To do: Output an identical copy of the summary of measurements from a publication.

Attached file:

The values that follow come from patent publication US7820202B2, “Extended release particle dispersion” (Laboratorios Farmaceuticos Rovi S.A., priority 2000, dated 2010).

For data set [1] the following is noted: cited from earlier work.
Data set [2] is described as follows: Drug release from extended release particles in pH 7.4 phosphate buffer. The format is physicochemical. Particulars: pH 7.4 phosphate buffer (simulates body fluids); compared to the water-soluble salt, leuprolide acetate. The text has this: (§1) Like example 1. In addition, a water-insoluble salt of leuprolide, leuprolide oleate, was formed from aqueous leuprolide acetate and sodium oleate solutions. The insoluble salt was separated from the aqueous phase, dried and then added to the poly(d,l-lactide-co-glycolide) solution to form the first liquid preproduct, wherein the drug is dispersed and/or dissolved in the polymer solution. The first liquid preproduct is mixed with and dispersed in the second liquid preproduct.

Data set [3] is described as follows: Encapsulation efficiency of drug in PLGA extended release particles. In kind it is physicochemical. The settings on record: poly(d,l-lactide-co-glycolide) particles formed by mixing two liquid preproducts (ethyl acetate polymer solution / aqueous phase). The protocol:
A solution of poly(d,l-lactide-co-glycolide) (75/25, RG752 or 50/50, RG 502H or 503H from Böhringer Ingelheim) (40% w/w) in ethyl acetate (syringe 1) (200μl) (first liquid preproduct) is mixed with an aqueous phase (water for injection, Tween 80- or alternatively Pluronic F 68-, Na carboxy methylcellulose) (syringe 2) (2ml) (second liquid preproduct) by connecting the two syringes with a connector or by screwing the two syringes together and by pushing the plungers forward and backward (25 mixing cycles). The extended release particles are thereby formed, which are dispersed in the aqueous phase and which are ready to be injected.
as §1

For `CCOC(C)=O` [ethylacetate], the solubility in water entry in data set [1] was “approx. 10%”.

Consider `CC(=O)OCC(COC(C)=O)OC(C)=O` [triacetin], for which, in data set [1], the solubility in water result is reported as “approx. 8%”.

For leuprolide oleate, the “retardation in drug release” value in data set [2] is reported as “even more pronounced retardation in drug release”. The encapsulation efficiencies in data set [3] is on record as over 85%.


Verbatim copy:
The values that follow come from patent publication US7820202B2, “Extended release particle dispersion” (Laboratorios Farmaceuticos Rovi S.A., priority 2000, dated 2010).

For data set [1] the following is noted: cited from earlier work.
Data set [2] is described as follows: Drug release from extended release particles in pH 7.4 phosphate buffer. The format is physicochemical. Particulars: pH 7.4 phosphate buffer (simulates body fluids); compared to the water-soluble salt, leuprolide acetate. The text has this: (§1) Like example 1. In addition, a water-insoluble salt of leuprolide, leuprolide oleate, was formed from aqueous leuprolide acetate and sodium oleate solutions. The insoluble salt was separated from the aqueous phase, dried and then added to the poly(d,l-lactide-co-glycolide) solution to form the first liquid preproduct, wherein the drug is dispersed and/or dissolved in the polymer solution. The first liquid preproduct is mixed with and dispersed in the second liquid preproduct.

Data set [3] is described as follows: Encapsulation efficiency of drug in PLGA extended release particles. In kind it is physicochemical. The settings on record: poly(d,l-lactide-co-glycolide) particles formed by mixing two liquid preproducts (ethyl acetate polymer solution / aqueous phase). The protocol:
A solution of poly(d,l-lactide-co-glycolide) (75/25, RG752 or 50/50, RG 502H or 503H from Böhringer Ingelheim) (40% w/w) in ethyl acetate (syringe 1) (200μl) (first liquid preproduct) is mixed with an aqueous phase (water for injection, Tween 80- or alternatively Pluronic F 68-, Na carboxy methylcellulose) (syringe 2) (2ml) (second liquid preproduct) by connecting the two syringes with a connector or by screwing the two syringes together and by pushing the plungers forward and backward (25 mixing cycles). The extended release particles are thereby formed, which are dispersed in the aqueous phase and which are ready to be injected.
as §1

For `CCOC(C)=O` [ethylacetate], the solubility in water entry in data set [1] was “approx. 10%”.

Consider `CC(=O)OCC(COC(C)=O)OC(C)=O` [triacetin], for which, in data set [1], the solubility in water result is reported as “approx. 8%”.

For leuprolide oleate, the “retardation in drug release” value in data set [2] is reported as “even more pronounced retardation in drug release”. The encapsulation efficiencies in data set [3] is on record as over 85%.